- There are over 24,000 charities registered with the Office of the Scottish Charity Regulator (“OSCR”). These come in all shapes and sizes and are constituted in various forms.
- In the main, charities will be set up in the form of a “trust” or an “unincorporated association” or a “company limited by guarantee” or a “Scottish Charitable Incorporated Organisations”.
- The Scottish Council for Voluntary Organisations (“SCVO”) comments on the different forms for charities as follows:
“The type of legal structure which is right for your organisation will depend on the scale of your plans and the level of risk involved. For example, whether you intend to take on staff and run premises are important questions which are likely to influence your choice of structure…
The legal structure of your organisation is quite separate from its charitable status. Voluntary organisations can be either incorporated or unincorporated.
… the most common legal structures for Scottish voluntary organisations, all of which can register as a charity [are]:
Scottish Charitable Incorporated Organisation [or SCIO]
The SCIO has been purpose built for the charity sector in Scotland and provides limited liability.
Voluntary or Unincorporated Association
The simplest and least bureaucratic form of legal structure, with low set up costs.
Company Limited by Guarantee
A clear legal entity separate from the people involved in it, but it must comply with UK Company Law.
Best suited to small groups of people who want to manage money or property.”
- Sometime charities which were originally set up in one form wish to change to another form: most commonly perhaps this occurs when a charity that is in the form of a “trust” or an “unincorporated association” wishes, instead, to become a “Scottish Charitable Incorporated Organisation” or “SCIO”.
- OSCR’s guidance on these matters says:
“On average OSCR receives 12 applications a month from unincorporated charities (unincorporated associations and trusts) wanting to change legal form to a SCIO or a Company. The decision to incorporate is becoming more common for a number of reasons:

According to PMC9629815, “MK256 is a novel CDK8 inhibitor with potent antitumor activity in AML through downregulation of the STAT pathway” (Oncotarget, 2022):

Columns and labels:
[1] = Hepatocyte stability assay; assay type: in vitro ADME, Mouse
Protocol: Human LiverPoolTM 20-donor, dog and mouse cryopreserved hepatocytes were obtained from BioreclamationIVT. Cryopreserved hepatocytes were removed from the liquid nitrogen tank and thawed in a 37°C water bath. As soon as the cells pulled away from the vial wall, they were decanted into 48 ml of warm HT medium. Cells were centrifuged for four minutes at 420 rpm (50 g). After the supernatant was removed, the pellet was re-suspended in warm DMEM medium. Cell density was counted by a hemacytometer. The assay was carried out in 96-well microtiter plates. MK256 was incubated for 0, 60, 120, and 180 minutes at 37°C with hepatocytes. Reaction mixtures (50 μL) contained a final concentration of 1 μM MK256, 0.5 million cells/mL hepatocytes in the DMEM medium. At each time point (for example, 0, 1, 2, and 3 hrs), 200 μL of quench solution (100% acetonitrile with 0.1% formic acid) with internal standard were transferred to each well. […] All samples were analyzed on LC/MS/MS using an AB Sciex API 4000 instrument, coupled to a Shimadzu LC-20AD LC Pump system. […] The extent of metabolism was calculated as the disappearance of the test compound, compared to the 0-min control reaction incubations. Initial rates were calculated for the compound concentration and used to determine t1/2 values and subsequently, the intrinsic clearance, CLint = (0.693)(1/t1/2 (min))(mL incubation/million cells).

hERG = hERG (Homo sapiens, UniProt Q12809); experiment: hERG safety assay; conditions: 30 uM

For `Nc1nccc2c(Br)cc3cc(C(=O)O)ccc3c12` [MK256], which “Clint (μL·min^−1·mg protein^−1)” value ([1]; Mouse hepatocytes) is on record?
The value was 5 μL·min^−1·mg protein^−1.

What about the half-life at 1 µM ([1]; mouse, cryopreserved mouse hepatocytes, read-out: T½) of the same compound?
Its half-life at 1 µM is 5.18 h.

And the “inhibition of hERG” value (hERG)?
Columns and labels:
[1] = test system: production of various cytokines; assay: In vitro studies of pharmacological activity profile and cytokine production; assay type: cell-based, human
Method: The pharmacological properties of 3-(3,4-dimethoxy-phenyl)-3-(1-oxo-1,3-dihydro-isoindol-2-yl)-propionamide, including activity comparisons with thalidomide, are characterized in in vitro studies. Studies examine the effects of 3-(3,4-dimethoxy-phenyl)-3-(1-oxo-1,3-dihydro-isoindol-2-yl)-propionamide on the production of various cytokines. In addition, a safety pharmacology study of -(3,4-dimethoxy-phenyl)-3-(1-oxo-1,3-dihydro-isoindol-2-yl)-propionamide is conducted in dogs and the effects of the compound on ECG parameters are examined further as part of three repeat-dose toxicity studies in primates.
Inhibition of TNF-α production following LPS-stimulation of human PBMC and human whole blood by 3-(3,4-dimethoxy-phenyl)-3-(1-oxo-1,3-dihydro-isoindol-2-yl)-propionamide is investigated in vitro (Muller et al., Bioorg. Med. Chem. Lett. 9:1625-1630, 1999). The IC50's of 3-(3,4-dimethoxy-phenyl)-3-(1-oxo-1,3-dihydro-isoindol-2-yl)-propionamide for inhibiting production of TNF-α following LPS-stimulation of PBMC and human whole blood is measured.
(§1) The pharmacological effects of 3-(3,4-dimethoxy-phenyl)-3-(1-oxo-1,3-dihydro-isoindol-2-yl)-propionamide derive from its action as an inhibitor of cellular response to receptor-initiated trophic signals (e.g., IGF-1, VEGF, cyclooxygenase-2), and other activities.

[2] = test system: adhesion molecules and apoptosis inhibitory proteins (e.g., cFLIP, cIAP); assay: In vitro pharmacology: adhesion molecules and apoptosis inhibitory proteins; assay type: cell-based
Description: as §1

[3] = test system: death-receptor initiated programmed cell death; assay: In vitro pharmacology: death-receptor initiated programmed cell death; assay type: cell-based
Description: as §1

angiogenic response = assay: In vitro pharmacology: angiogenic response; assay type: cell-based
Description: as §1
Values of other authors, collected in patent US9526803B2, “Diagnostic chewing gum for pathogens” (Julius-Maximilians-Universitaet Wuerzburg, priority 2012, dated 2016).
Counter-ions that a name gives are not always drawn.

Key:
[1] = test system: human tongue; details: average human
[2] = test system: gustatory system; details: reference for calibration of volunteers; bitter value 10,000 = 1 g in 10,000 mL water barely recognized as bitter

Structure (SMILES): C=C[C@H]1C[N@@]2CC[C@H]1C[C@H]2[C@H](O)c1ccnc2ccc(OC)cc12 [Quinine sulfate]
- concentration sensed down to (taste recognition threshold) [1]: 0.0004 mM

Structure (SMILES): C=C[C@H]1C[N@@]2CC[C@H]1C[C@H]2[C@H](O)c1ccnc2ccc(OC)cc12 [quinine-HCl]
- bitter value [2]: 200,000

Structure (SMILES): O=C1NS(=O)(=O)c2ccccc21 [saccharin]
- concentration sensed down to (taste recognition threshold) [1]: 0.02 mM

Unincorporated bodies [e.g. voluntary associations or trusts], unlike companies and SCIOs, do not have legal personality. As a result, unincorporated bodies cannot enter into contracts in their own name, meaning the charity trustees have to do so and may be personally liable if something goes wrong.
An unincorporated body may decide to change to a SCIO or company because it employs staff or to secure funding streams.”
- Until recently, when an unincorporated association or trust wanted to change into the form of a SCIO the mechanics of doing so involved a process which (superficially if not technically) appeared to involve a conversion of the charity from its original form into a SCIO.
- As from 1 December 2016 OSCR has revised the mechanics of making such a change because the old system, appearing as it did to function by way of a conversion of the old form of charity into a SCIO, muddied the waters as to what was really happening and so caused a certain amount of confusion. In reality the process involves the creation of a new body – the SCIO – and the transfer of assets and liabilities to that new body by the “old” charity followed by the winding-up of the “old” charity.
- The new procedures are more transparent in those respects and so designed to avoid the confusion which sometimes arose in viewing things as a “conversion” of the old into the new.
- Although this change is already in effect the OSCR guidance on it has yet to be finalised. It is hoped the finalised guidance will be in place later in the year. In the meantime interim guidance is available at
Note: This material is for information purposes only and does not constitute any form of advice or recommendation by us. You should not rely upon it in making any decisions or taking or refraining from taking any action. If you would like us to advise you on any of the matters covered in this material, please contact Kathryn Bready: KathrynB@mitchells-roberton.co.uk